The Queen of Soul has left us, but her legacy lives on, as do her estate, personal possessions, and musical royalties. To complicate matters, Aretha did not have a will in place before her death.
What will this mean for surviving family members? And how will it impact any royalties from music the soul-singing legend leaves behind?
The Reality of Not Having a Will
With an estimated worth of $80 million, Aretha’s estate is the perfect example of why wills are so necessary. Without one, it’s impossible to truly know who the deceased intended to inherit the property and possessions that remain behind.
As Attorney Christenson explains, “In Michigan… if you die without a will, it’s called dying intestate. There’s a statute that takes over and says how the estate is supposed to be handled and sets a priority for what bills get paid, when and how it gets distributed among the heirs. Interesting thing about that is if you allow that statute to do that, you lose all the control that you would have had.”
Further complicating the matter is the fact that the statute doesn’t clearly address gifts and loans made by the deceased during his or her lifetime. While assets are meant to be split evenly among surviving heirs, it’s not as simple when loans were given to some family members but not others. Situations like this naturally raise questions such as, “Was the money given as a loan or a gift?” and “Will other family members be repaid the cost of the loan as part of the estate?”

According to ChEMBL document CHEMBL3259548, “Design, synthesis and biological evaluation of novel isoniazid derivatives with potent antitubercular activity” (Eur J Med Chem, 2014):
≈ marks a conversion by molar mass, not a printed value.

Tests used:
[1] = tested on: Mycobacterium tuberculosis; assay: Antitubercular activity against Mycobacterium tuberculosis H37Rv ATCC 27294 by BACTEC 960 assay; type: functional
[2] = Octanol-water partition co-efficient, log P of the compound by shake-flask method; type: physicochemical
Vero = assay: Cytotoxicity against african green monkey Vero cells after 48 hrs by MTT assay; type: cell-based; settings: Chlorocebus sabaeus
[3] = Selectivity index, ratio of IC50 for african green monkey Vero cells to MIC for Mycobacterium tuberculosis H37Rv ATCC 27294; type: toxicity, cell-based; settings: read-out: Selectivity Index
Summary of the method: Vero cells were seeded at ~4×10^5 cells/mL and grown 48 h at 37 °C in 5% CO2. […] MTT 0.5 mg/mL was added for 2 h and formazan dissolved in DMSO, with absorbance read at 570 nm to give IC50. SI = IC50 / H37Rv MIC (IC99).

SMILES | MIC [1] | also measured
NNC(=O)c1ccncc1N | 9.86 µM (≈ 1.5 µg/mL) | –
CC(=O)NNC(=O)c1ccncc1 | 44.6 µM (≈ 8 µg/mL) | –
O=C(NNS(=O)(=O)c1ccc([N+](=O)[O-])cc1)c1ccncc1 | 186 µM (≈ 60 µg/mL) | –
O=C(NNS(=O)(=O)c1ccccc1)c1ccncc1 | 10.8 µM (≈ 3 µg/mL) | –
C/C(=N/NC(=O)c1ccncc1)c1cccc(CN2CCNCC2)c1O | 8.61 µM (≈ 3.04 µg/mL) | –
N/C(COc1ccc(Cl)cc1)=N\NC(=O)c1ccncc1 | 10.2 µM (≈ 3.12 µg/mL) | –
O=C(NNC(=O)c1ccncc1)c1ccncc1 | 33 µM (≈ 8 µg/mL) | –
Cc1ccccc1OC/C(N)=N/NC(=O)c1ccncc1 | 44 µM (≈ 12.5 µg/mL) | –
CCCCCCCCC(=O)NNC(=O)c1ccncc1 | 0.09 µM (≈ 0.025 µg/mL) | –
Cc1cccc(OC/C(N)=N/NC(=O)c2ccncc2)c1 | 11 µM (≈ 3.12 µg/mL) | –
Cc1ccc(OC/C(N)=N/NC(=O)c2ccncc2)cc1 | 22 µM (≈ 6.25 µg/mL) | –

Franklin leaves behind four sons and several grandchildren, which means things could get messy without a will. As Christenson points out, “…it’s going to be a very complicated estate and it’s going to be open for a long time.”
Avoid Probate with the Help of Christenson & Fiederlein, PC
At Christenson Fiederlein, PC, we believe it’s never too early or too late to start thinking about your estate and assets. Given Michigan’s intestate laws, the best thing you can do for yourself and your family is plan ahead, and we can help. Backed by decades of experience, our probate and estate planning attorneys are here to help you establish a will or trust that protects your wishes when you’re no longer here to do so yourself.
Contact our Flint estate planning attorneys today for a free consultation. Call (810) 292-3115 or fill out a case evaluation form to get started. For your convenience, we offer flexible appointment times and after-hours meetings.